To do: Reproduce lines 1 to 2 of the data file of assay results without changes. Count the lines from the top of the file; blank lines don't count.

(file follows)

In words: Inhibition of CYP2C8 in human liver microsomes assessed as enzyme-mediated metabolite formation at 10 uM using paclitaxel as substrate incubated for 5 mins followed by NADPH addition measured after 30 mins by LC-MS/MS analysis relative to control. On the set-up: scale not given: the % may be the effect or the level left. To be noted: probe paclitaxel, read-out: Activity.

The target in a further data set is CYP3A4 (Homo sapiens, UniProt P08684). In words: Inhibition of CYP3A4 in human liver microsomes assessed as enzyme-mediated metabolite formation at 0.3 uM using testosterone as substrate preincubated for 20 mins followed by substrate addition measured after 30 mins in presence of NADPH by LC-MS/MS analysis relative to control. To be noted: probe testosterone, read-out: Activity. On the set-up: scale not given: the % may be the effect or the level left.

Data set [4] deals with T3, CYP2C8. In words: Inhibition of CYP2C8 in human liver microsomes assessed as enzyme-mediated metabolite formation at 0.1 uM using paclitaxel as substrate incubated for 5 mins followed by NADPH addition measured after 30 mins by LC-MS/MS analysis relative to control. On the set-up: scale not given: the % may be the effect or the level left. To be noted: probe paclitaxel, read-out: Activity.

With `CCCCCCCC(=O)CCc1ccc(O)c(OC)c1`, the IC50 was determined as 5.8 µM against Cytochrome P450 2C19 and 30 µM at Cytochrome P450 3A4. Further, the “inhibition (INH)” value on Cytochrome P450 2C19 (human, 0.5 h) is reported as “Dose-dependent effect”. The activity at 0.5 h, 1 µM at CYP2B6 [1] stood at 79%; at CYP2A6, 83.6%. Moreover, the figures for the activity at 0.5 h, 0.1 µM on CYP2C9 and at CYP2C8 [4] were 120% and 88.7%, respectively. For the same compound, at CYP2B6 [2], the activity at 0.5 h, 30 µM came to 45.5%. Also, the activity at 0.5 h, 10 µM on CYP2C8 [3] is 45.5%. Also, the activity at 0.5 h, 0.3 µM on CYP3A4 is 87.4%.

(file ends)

In words: Inhibition of CYP2C8 in human liver microsomes assessed as enzyme-mediated metabolite formation at 10 uM using paclitaxel as substrate incubated for 5 mins followed by NADPH addition measured after 30 mins by LC-MS/MS analysis relative to control. On the set-up: scale not given: the % may be the effect or the level left. To be noted: probe paclitaxel, read-out: Activity.

The target in a further data set is CYP3A4 (Homo sapiens, UniProt P08684). In words: Inhibition of CYP3A4 in human liver microsomes assessed as enzyme-mediated metabolite formation at 0.3 uM using testosterone as substrate preincubated for 20 mins followed by substrate addition measured after 30 mins in presence of NADPH by LC-MS/MS analysis relative to control. To be noted: probe testosterone, read-out: Activity. On the set-up: scale not given: the % may be the effect or the level left.